Despite government claims made in a September 2022 statement that officials have raided compounds of suspected locations, the cyberscam human trafficking gangs continue to operate with impunity.

Women’s and Girls’ Rights

Child marriage is prevalent in Cambodia with 19 percent of girls being married before they turn 18, and 2 percent before they turn 15. It is more common in rural areas and among ethnic minority populations. In Mondulkiri and Ratanakiri provinces, 36 percent of girls are married before they turn 18.

In recent years, the trafficking of brides from Cambodia to China has increased. Many women and girls are tricked or forced into marriages with men in China, where they are vulnerable to abuses and often held prisoner, endure forced labor and sexual slavery, and are pressured to produce babies. Brokers have increasingly been targeting girls in their teens as brides.

Women’s rights and land rights defenders continue to face harassment, threats, and criminal charges from private companies and well-connected elites as well as police and other authorities. On June 29, nine land activists were arrested and charged in Koh Kong province while peacefully speaking out in defense of their local communities. That same month, the UN Committee on the Elimination of Discrimination against Women found that Cambodia’s failure to protect a rural woman human rights defender from forced eviction had constituted multiple rights violations.

Key International Actors

In March, the European Parliament adopted a resolution urging the release of Kem Sokha and all others detained on politically motivated charges.

In May, the European Union condemned the Cambodian authorities’ decision to disqualify the CLP. And in July, it issued a statement criticizing the government’s repression of the opposition, media, and civil society ahead of the elections.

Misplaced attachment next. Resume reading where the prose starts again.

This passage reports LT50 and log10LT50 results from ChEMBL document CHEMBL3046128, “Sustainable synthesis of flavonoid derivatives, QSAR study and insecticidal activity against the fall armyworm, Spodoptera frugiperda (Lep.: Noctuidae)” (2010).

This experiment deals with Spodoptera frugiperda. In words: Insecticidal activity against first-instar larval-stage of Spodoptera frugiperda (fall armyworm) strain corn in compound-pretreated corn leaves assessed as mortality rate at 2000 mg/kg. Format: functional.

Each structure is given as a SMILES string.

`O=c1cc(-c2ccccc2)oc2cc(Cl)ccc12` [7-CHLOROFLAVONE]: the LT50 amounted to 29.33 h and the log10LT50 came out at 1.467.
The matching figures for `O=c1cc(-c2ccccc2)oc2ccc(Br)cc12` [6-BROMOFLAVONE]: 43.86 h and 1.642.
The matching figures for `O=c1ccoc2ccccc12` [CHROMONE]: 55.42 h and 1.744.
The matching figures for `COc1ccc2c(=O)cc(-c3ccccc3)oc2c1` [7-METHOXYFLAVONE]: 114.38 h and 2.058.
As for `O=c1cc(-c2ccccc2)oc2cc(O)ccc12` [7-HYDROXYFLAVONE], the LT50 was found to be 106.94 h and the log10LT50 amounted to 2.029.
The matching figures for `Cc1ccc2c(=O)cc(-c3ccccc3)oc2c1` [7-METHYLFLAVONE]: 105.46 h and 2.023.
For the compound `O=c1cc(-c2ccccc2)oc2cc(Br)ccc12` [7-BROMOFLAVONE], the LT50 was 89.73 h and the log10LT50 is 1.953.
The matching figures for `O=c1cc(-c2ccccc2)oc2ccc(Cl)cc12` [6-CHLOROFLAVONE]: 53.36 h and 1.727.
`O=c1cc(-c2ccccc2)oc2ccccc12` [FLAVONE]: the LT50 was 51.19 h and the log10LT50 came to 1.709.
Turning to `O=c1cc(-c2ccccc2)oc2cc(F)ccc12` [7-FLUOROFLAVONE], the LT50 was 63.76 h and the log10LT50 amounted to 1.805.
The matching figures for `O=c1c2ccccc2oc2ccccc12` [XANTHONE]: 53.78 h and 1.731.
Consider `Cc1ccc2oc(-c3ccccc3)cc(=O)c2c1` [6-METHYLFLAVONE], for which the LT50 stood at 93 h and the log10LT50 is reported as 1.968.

Cambodia remains the only current beneficiary of the EU’s Everything But Arms—a trade scheme that grants developing countries tariff-free access to the EU market conditioned on their respect for certain human and labor rights standards—to have been stripped of part of its trade benefits. The decision was taken in 2020, following the refusal by the government to backtrack on its political crackdown and on labor and land rights abuses, despite years of enhanced engagement between EU and Cambodian authorities.

In July, the United States government issued a statement that the Cambodian national elections “were neither free nor fair,” imposed visa restrictions on individuals who undermined democracy, and implemented a pause of certain foreign assistance programs.

The UN High Commissioner for Human Rights and a group of UN independent human rights experts also expressed concern about rights abuses, as well as severe restrictions on civic and political space, that the group of experts said “affected the credibility of the entire electoral process.”

The UN Human Rights Council renewed the mandate of the special rapporteur on the situation of human rights in Cambodia by consensus in October.